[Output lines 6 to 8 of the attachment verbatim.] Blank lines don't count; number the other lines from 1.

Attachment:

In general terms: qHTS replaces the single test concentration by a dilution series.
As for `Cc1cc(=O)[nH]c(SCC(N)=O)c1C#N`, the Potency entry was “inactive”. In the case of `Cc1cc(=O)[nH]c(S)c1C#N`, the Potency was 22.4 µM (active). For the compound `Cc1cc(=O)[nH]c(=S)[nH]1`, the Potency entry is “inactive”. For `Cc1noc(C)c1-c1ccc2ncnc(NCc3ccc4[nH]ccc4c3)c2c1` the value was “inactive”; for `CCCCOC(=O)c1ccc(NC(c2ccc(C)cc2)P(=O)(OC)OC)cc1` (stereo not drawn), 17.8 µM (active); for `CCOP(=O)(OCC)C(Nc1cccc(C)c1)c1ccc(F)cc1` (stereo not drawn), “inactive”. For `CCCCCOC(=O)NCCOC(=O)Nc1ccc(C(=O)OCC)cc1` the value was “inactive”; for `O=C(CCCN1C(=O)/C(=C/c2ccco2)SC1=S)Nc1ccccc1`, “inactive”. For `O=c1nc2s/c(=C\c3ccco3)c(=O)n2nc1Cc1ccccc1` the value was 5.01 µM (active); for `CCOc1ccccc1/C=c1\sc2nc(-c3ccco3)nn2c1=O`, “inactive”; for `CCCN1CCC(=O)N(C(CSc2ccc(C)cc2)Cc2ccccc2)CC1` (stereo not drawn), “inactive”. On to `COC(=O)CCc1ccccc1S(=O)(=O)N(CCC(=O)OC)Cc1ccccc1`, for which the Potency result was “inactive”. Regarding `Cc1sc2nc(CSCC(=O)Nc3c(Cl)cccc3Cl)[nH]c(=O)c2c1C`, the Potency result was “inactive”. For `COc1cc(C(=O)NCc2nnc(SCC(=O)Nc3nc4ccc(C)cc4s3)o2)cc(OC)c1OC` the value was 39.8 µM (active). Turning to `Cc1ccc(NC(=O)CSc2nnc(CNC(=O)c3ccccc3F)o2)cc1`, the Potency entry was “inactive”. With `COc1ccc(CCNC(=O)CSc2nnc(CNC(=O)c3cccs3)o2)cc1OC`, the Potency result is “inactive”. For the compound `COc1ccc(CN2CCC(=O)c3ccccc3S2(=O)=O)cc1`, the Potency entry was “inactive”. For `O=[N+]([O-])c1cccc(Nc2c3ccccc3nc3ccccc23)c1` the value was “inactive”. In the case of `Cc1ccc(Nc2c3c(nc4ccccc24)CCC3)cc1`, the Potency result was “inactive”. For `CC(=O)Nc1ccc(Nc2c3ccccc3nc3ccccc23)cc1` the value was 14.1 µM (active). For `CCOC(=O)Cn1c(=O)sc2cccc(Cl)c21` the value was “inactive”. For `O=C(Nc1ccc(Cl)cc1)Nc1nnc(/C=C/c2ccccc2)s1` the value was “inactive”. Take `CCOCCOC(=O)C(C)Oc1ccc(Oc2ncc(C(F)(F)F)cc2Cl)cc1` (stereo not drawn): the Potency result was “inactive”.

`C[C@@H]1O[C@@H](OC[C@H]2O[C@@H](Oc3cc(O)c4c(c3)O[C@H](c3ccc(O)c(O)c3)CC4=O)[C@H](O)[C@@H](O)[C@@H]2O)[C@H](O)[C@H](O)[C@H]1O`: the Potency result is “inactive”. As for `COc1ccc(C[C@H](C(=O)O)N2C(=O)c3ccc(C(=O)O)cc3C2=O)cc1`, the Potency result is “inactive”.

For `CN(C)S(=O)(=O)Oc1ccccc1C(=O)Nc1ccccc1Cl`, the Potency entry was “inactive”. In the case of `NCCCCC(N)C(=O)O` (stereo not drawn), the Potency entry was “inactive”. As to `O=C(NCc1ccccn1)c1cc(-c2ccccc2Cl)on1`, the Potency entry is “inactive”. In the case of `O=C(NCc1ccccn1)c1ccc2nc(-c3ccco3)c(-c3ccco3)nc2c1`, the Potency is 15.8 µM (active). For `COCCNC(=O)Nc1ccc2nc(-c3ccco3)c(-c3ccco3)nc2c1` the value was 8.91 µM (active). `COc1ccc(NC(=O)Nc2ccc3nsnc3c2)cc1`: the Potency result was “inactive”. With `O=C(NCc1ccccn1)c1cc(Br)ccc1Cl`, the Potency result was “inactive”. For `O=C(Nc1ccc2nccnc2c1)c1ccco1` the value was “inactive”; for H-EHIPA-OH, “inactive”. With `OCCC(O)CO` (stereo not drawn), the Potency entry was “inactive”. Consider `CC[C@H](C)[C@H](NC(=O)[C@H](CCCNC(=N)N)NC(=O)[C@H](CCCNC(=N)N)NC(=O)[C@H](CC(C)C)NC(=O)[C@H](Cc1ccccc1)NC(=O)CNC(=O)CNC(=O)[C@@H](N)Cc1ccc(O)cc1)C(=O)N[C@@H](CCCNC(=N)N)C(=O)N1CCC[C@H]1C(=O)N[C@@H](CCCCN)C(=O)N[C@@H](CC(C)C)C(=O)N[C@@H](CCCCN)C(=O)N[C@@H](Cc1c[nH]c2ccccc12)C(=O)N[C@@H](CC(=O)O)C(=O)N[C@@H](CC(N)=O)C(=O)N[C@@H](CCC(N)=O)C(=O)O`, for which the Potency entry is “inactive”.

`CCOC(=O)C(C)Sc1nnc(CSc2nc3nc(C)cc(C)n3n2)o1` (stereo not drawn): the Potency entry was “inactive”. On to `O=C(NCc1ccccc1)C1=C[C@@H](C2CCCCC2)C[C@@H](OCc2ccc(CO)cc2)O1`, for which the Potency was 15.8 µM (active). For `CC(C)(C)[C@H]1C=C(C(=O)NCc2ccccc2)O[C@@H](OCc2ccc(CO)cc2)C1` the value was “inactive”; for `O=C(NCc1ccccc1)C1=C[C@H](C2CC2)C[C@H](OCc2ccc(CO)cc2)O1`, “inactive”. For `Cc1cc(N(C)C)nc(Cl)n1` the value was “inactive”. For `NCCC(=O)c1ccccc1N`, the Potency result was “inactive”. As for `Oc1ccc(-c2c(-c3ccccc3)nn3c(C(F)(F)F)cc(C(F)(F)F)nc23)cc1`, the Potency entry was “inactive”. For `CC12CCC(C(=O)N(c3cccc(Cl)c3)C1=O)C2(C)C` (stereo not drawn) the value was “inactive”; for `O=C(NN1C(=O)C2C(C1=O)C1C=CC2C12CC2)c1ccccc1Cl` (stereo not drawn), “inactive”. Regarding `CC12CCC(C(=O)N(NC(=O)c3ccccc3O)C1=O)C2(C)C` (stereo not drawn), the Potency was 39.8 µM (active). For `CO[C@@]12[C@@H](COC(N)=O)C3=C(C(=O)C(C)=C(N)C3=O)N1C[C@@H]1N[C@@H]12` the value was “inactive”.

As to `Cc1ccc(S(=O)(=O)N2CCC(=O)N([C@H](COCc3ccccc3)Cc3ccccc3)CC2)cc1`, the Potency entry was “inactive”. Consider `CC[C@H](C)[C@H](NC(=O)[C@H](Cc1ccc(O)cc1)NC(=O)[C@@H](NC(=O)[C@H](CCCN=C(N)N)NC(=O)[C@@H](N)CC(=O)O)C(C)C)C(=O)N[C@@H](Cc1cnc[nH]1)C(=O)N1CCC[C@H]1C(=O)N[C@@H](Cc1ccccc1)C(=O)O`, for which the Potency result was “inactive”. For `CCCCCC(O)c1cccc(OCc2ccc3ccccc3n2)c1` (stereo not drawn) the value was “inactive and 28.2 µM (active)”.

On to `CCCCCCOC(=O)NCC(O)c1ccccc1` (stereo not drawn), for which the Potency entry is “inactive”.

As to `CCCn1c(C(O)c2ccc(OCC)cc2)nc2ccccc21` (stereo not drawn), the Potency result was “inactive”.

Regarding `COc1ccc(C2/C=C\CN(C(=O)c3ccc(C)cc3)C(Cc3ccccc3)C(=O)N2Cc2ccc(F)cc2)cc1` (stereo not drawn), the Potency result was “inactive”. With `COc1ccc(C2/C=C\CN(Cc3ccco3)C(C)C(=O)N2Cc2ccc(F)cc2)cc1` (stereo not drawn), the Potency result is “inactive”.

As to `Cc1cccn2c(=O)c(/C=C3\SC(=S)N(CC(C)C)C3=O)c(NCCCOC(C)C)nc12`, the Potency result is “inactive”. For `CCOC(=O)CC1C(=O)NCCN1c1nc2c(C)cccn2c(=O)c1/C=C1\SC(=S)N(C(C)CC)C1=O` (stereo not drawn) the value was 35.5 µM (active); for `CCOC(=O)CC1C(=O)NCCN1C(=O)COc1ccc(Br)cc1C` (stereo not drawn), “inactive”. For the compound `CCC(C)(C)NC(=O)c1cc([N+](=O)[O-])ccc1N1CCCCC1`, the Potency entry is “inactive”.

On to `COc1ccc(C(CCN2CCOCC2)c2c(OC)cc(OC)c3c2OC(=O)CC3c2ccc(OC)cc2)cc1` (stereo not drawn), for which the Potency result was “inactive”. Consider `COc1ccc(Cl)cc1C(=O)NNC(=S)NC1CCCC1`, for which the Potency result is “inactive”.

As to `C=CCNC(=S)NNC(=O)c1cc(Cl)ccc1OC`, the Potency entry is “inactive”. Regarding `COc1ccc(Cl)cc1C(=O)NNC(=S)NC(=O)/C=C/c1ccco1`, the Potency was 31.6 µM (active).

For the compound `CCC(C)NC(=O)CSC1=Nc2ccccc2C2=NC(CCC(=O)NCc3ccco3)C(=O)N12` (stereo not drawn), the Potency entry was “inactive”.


As to `Cc1ccc(S(=O)(=O)N2CCC(=O)N([C@H](COCc3ccccc3)Cc3ccccc3)CC2)cc1`, the Potency entry was “inactive”. Consider `CC[C@H](C)[C@H](NC(=O)[C@H](Cc1ccc(O)cc1)NC(=O)[C@@H](NC(=O)[C@H](CCCN=C(N)N)NC(=O)[C@@H](N)CC(=O)O)C(C)C)C(=O)N[C@@H](Cc1cnc[nH]1)C(=O)N1CCC[C@H]1C(=O)N[C@@H](Cc1ccccc1)C(=O)O`, for which the Potency result was “inactive”. For `CCCCCC(O)c1cccc(OCc2ccc3ccccc3n2)c1` (stereo not drawn) the value was “inactive and 28.2 µM (active)”.

On to `CCCCCCOC(=O)NCC(O)c1ccccc1` (stereo not drawn), for which the Potency entry is “inactive”.

As to `CCCn1c(C(O)c2ccc(OCC)cc2)nc2ccccc21` (stereo not drawn), the Potency result was “inactive”.